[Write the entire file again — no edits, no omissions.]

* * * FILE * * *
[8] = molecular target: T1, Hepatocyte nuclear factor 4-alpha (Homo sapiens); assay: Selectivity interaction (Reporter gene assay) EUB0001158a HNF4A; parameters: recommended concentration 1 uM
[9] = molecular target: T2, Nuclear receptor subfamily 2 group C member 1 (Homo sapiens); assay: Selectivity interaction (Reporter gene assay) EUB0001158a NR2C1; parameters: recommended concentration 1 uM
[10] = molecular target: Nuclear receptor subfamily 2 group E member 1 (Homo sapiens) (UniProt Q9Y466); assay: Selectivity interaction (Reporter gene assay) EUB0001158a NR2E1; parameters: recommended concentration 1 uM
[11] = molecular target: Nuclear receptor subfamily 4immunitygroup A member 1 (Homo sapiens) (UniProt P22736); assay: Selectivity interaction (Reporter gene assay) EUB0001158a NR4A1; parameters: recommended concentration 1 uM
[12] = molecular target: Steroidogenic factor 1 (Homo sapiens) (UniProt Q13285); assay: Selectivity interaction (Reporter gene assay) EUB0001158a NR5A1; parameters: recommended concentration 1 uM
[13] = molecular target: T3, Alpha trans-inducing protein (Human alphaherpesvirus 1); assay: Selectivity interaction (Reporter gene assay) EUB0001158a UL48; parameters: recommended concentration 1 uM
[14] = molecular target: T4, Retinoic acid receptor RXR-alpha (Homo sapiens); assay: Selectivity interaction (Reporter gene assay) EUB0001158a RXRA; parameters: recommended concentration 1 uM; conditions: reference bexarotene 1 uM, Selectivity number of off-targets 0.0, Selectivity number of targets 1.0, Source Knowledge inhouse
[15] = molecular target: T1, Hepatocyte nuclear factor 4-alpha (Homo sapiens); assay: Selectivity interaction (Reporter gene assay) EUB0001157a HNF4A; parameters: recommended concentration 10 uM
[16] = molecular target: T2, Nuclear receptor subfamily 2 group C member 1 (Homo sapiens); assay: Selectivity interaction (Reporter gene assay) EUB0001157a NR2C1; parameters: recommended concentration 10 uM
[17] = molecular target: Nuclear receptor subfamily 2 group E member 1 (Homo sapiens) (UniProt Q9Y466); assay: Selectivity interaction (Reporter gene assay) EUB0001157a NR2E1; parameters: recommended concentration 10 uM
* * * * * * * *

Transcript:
[8] = molecular target: T1, Hepatocyte nuclear factor 4-alpha (Homo sapiens); assay: Selectivity interaction (Reporter gene assay) EUB0001158a HNF4A; parameters: recommended concentration 1 uM
[9] = molecular target: T2, Nuclear receptor subfamily 2 group C member 1 (Homo sapiens); assay: Selectivity interaction (Reporter gene assay) EUB0001158a NR2C1; parameters: recommended concentration 1 uM
[10] = molecular target: Nuclear receptor subfamily 2 group E member 1 (Homo sapiens) (UniProt Q9Y466); assay: Selectivity interaction (Reporter gene assay) EUB0001158a NR2E1; parameters: recommended concentration 1 uM
[11] = molecular target: Nuclear receptor subfamily 4immunitygroup A member 1 (Homo sapiens) (UniProt P22736); assay: Selectivity interaction (Reporter gene assay) EUB0001158a NR4A1; parameters: recommended concentration 1 uM
[12] = molecular target: Steroidogenic factor 1 (Homo sapiens) (UniProt Q13285); assay: Selectivity interaction (Reporter gene assay) EUB0001158a NR5A1; parameters: recommended concentration 1 uM
[13] = molecular target: T3, Alpha trans-inducing protein (Human alphaherpesvirus 1); assay: Selectivity interaction (Reporter gene assay) EUB0001158a UL48; parameters: recommended concentration 1 uM
[14] = molecular target: T4, Retinoic acid receptor RXR-alpha (Homo sapiens); assay: Selectivity interaction (Reporter gene assay) EUB0001158a RXRA; parameters: recommended concentration 1 uM; conditions: reference bexarotene 1 uM, Selectivity number of off-targets 0.0, Selectivity number of targets 1.0, Source Knowledge inhouse
[15] = molecular target: T1, Hepatocyte nuclear factor 4-alpha (Homo sapiens); assay: Selectivity interaction (Reporter gene assay) EUB0001157a HNF4A; parameters: recommended concentration 10 uM
[16] = molecular target: T2, Nuclear receptor subfamily 2 group C member 1 (Homo sapiens); assay: Selectivity interaction (Reporter gene assay) EUB0001157a NR2C1; parameters: recommended concentration 10 uM
[17] = molecular target: Nuclear receptor subfamily 2 group E member 1 (Homo sapiens) (UniProt Q9Y466); assay: Selectivity interaction (Reporter gene assay) EUB0001157a NR2E1; parameters: recommended concentration 10 uM